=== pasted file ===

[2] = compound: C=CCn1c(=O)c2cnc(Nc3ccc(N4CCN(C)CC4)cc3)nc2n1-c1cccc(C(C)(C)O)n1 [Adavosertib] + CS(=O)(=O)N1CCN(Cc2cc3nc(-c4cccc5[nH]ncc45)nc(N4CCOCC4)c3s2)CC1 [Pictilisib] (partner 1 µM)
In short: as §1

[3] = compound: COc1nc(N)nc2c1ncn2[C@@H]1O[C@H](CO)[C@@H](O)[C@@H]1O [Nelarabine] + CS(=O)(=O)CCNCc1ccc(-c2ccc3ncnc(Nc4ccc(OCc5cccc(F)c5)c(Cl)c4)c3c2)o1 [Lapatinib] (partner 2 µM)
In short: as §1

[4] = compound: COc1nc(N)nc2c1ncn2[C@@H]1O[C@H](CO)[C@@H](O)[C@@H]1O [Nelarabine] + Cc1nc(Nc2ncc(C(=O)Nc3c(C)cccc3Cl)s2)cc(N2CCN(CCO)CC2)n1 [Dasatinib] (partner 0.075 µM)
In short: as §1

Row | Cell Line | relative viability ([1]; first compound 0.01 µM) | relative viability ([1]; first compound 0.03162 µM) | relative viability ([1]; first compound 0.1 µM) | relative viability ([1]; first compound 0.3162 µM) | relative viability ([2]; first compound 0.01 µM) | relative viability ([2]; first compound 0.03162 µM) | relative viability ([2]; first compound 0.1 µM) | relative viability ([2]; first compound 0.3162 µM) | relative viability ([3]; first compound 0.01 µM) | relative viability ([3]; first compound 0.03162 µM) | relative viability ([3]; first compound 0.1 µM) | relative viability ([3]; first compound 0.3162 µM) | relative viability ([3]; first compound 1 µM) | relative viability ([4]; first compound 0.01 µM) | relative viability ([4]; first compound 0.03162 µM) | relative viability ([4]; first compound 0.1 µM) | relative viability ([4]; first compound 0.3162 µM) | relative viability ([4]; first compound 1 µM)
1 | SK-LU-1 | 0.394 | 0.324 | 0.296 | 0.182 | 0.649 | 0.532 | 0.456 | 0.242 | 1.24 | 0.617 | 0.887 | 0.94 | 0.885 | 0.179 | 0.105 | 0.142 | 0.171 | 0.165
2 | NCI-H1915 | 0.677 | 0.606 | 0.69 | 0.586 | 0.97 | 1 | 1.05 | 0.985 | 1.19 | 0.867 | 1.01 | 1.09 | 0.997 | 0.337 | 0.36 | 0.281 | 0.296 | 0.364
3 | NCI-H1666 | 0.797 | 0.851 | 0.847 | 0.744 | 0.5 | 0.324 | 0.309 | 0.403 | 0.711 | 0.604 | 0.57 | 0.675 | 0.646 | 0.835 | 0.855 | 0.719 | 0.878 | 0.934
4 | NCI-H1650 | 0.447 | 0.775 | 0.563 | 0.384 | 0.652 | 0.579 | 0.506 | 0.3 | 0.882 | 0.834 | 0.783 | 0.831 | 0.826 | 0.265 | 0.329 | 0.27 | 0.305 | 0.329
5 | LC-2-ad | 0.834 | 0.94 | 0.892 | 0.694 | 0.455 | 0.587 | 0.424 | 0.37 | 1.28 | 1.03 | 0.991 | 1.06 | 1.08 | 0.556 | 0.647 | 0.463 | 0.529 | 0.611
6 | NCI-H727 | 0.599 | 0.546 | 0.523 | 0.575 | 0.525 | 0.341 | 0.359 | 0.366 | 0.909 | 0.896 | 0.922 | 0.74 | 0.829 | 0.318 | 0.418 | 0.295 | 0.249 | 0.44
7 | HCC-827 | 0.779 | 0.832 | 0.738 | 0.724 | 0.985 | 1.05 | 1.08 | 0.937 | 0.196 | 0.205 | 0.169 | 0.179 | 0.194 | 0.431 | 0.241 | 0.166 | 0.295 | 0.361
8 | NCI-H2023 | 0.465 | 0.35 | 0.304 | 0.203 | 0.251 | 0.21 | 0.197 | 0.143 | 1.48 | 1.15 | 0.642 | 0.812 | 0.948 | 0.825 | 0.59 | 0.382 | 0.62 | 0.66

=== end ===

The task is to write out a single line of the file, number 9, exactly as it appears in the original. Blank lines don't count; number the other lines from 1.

2 | NCI-H1915 | 0.677 | 0.606 | 0.69 | 0.586 | 0.97 | 1 | 1.05 | 0.985 | 1.19 | 0.867 | 1.01 | 1.09 | 0.997 | 0.337 | 0.36 | 0.281 | 0.296 | 0.364